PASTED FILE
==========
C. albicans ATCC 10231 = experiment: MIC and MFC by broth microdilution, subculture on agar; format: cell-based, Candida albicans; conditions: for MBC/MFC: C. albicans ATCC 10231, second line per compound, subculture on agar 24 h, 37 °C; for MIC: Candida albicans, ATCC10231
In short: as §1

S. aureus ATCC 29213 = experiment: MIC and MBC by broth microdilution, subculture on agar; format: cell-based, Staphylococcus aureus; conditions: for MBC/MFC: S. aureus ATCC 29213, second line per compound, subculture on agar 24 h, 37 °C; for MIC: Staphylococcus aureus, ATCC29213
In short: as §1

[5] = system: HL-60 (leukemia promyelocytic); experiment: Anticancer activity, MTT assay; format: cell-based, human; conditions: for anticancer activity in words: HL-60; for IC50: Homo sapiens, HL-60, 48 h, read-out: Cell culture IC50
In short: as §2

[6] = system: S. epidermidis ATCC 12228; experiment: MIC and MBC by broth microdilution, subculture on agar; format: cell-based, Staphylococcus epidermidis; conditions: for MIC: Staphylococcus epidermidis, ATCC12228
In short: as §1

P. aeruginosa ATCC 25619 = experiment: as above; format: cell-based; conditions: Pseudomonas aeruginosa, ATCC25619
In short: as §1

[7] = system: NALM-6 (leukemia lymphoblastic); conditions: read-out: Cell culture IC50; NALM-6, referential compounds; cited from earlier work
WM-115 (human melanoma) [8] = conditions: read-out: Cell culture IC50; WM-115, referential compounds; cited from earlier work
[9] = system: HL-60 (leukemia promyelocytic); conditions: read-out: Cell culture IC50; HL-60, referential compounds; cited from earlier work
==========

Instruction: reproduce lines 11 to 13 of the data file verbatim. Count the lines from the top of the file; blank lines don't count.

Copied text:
[7] = system: NALM-6 (leukemia lymphoblastic); conditions: read-out: Cell culture IC50; NALM-6, referential compounds; cited from earlier work
WM-115 (human melanoma) [8] = conditions: read-out: Cell culture IC50; WM-115, referential compounds; cited from earlier work
[9] = system: HL-60 (leukemia promyelocytic); conditions: read-out: Cell culture IC50; HL-60, referential compounds; cited from earlier work